Back in 1998, my first boyfriend, Zech, stayed a few days. We were driving somewhere and I mentioned in passing that I was thinking about learning to read tarot. “Why don’t you learn runes instead,” he suggested. “They’re a lot easier.” As a result, I went to the bookstore and bought a set of runes with a well known but not very good (at least from a more traditional point of view) book. I read through the book in a day and started doing readings for myself and friends. I was amazed at how well I took to them. Little did I know the key role they’d play in the journey I was about to undertake.
A couple months later, Zech and I broke up and I lost at least one friend in the aftermath. As a result, my life was thrown into a sense of chaos. Around Halloween, I decided to do a massive rune reading for myself, one that involved twelve runes. That reading led me to search new spiritual paths, which brought me to the Pagan paths.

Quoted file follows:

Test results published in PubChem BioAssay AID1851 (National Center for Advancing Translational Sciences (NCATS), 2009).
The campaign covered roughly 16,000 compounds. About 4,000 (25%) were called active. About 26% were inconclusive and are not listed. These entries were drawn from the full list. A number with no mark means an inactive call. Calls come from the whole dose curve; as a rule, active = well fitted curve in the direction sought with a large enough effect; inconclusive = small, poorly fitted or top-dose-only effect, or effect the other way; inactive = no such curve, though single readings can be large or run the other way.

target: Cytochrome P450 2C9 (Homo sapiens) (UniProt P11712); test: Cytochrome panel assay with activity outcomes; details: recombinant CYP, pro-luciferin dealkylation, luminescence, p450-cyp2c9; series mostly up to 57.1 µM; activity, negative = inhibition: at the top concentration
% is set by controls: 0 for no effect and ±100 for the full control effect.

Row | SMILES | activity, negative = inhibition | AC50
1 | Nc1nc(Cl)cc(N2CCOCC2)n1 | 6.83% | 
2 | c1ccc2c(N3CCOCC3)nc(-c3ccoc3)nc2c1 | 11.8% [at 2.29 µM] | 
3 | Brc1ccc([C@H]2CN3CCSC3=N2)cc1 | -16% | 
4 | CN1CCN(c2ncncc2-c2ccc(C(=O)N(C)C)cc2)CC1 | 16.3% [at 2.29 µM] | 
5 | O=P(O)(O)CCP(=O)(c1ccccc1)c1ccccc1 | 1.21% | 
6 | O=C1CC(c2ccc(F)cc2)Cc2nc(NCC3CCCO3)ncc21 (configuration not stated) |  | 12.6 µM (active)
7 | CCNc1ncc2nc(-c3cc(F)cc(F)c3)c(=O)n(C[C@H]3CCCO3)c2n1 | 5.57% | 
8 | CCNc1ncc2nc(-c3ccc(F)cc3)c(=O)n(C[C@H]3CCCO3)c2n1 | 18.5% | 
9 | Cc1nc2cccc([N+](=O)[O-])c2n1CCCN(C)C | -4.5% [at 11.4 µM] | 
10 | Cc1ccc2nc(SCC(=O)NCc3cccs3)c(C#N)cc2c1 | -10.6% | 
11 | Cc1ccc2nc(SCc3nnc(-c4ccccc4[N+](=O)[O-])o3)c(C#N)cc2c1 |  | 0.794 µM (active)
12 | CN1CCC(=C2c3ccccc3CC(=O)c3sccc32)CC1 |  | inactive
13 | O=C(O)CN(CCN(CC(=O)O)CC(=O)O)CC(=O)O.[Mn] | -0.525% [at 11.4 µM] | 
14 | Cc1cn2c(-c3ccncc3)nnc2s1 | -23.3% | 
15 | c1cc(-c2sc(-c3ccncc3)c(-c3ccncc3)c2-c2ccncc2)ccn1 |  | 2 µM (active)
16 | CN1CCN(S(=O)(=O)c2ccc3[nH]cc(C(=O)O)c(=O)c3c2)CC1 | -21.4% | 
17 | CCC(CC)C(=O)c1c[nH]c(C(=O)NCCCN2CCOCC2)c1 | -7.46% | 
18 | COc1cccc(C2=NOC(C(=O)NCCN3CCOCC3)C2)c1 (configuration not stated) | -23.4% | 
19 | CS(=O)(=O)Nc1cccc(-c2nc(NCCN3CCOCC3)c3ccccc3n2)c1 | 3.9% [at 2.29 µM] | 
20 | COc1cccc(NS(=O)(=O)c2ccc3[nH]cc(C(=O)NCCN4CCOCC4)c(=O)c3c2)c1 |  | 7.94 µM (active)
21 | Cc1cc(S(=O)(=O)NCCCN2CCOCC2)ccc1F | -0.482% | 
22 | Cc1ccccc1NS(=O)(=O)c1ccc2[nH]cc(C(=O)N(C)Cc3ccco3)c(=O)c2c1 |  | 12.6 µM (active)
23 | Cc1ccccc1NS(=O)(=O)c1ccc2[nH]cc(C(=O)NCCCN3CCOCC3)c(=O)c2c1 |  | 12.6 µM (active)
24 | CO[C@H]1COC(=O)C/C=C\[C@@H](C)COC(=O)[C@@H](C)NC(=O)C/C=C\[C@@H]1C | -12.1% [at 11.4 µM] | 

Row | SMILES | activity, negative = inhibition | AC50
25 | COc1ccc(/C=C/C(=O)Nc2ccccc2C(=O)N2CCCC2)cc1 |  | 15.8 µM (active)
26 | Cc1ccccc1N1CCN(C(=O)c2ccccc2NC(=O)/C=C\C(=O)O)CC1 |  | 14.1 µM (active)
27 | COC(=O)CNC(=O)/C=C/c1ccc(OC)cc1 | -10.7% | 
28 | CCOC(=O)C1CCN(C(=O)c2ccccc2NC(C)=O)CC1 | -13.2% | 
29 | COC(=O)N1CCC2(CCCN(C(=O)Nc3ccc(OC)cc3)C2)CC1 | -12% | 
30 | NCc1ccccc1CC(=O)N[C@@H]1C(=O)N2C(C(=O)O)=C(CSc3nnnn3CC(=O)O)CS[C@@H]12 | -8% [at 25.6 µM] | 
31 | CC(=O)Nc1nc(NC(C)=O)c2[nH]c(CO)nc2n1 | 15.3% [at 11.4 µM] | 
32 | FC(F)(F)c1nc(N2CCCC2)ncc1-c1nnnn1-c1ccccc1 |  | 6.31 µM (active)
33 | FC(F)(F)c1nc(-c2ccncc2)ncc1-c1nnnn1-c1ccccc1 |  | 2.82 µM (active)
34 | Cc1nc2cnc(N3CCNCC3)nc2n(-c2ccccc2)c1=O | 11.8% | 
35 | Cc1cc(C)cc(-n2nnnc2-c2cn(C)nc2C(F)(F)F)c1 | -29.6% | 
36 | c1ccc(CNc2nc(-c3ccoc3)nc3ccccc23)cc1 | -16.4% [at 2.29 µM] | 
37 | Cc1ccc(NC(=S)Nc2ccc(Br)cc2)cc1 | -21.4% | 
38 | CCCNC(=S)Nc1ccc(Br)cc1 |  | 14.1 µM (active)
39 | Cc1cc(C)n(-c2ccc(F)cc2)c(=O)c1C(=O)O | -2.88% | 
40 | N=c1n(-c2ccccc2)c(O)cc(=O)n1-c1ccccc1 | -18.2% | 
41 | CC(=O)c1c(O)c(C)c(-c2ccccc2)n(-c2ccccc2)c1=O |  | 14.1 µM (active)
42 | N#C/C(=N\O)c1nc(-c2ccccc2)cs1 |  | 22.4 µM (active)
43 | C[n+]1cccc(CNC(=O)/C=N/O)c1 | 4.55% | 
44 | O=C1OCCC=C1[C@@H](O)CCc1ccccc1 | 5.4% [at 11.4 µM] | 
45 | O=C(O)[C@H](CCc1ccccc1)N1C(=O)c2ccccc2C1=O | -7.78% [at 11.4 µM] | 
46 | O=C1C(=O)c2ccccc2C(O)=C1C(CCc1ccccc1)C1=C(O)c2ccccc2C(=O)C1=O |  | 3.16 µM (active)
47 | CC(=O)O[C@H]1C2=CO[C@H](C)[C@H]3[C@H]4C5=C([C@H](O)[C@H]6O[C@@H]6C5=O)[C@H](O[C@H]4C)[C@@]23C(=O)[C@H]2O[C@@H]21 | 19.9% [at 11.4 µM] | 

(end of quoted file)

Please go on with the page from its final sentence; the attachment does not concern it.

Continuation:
A couple years later, I started reading other books on runes, as i was still fascinating by them. I began to read sources that were more traditional, which was difficult. In time, I devoured books by Thorsson, Diana Paxson, Nigel Pennick, Freya Aswynn, Jan Fries, and a few other authors whose names escape me. In fact, it was my love of runes and the lore surrounding them that caused a trusted mentor to suggest that I should look into following the Norse gods. That’s how I ended up a devotee of Freyja.
I don’t use runes as much is my personal practice these days, though I still have a grand love for them. Also, it led me to teach a rune class — and developing a follow-up mini-class — on runes for my local Pagan store. I’ve also since learned tarot which I like as well. I’m not sure I agree with Zech that runes are actually easier. But they still have a special place in my heart and I probably have a bit of a preference for them.